Faulhaber's Formula

From ProofWiki
Jump to: navigation, search

Theorem

Let $n$ and $p$ be positive integers.


Then:

$\displaystyle \sum_{k \mathop = 1}^n k^p = \frac 1 {p + 1} \sum_{i \mathop = 0}^p \paren {-1}^i \binom {p + 1} i B_i n^{p + 1 - i}$

where $B_n$ denotes the $n$th Bernoulli number.


Proof

Let $x \ge 0$.

\(\displaystyle \sum_{k \mathop = 0}^{n - 1} e^{k x}\) \(=\) \(\displaystyle \sum_{k \mathop = 0}^{n - 1} \sum_{p \mathop = 0}^\infty \frac {\paren {k x}^p} {p!}\) $\quad$ Power Series Expansion for Exponential Function $\quad$
\(\displaystyle \) \(=\) \(\displaystyle \sum_{p \mathop = 0}^\infty \paren {\sum_{k \mathop = 0}^{n - 1} k^p} \frac {x^p} {p!}\) $\quad$ rearrangement is valid by Tonelli's Theorem $\quad$


We also have:

\(\displaystyle \sum_{k \mathop = 0}^{n - 1} e^{k x}\) \(=\) \(\displaystyle \frac {1 - e^{n x} } {1 - e^x}\) $\quad$ Sum of Infinite Geometric Progression $\quad$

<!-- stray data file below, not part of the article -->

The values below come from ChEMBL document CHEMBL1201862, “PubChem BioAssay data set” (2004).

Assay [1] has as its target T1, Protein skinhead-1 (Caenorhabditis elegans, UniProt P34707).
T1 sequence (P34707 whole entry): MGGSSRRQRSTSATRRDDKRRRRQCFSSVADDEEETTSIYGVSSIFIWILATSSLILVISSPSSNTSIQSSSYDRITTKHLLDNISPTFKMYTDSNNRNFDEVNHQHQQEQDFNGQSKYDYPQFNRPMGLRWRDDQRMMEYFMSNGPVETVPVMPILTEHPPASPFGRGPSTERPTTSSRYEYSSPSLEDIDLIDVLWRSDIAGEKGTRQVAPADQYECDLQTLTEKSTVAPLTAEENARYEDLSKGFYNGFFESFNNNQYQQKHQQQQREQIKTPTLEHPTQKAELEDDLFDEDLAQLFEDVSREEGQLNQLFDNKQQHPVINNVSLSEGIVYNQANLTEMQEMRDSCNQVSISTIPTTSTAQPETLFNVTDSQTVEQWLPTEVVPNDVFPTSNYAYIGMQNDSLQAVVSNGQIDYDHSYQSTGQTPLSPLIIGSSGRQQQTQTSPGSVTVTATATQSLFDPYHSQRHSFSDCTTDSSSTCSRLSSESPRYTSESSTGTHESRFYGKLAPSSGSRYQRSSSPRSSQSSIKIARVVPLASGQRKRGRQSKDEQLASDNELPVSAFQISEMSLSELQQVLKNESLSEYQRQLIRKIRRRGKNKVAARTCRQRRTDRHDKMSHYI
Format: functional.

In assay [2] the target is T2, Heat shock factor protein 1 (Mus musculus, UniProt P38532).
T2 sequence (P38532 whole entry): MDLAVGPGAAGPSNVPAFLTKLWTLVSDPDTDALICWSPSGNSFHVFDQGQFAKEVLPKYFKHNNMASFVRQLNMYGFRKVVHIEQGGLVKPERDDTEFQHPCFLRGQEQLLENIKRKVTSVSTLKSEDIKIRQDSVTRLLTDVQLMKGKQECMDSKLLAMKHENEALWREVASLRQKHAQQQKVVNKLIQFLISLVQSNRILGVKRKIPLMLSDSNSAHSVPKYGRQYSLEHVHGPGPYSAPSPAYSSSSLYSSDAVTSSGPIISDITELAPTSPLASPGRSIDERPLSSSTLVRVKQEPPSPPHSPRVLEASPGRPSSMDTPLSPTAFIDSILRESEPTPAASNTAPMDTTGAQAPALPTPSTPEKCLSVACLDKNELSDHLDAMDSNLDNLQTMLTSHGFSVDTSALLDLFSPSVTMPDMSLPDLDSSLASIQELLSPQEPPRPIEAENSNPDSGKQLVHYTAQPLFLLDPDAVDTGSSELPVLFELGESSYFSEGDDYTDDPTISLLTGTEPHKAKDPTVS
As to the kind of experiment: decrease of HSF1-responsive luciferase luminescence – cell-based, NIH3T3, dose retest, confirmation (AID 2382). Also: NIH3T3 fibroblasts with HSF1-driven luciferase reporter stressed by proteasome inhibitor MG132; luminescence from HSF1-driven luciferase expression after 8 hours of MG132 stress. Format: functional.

\(\displaystyle \) \(=\) \(\displaystyle \frac {e^{n x} - 1} x \frac x {e^x - 1}\) $\quad$ $\quad$
\(\displaystyle \) \(=\) \(\displaystyle \sum_{p \mathop = 0}^\infty \frac {n^{p + 1} x^p} {\paren {p + 1}!} \sum_{p \mathop = 0}^\infty \frac {B_p x^p} {p!}\) $\quad$ Definition of Bernoulli Numbers $\quad$
\(\displaystyle \) \(=\) \(\displaystyle \sum_{p \mathop = 0}^\infty \sum_{i \mathop = 0}^p \frac {n^{p + 1 - i} x^{p - i} } {\paren {p + 1 - i}!} \frac {B_i x^i} {i!}\) $\quad$ Definition of Cauchy Product $\quad$
\(\displaystyle \) \(=\) \(\displaystyle \sum_{p \mathop = 0}^\infty \paren {\frac 1 {p + 1} \sum_{i \mathop = 0}^p \binom {p + 1} i B_i n^{p + 1 - i} } \frac {x^p} {p!}\) $\quad$ $\quad$


Equating coefficients:

\(\displaystyle \sum_{k \mathop = 0}^{n - 1} k^p\) \(=\) \(\displaystyle \frac 1 {p + 1} \sum_{i \mathop = 0}^p \binom {p + 1} i B_i n^{p + 1 - i}\) $\quad$ $\quad$
\(\displaystyle \leadsto \ \ \) \(\displaystyle \sum_{k \mathop = 1}^n k^p\) \(=\) \(\displaystyle \frac 1 {p + 1} \sum_{i \mathop = 0}^p \paren {-1}^i \binom {p + 1} i B_i n^{p + 1 - i}\) $\quad$ as $B_1 = -\dfrac 1 2$ and Odd Bernoulli Numbers Vanish $\quad$

$\blacksquare$


Source of Name

This entry was named for Johann Faulhaber.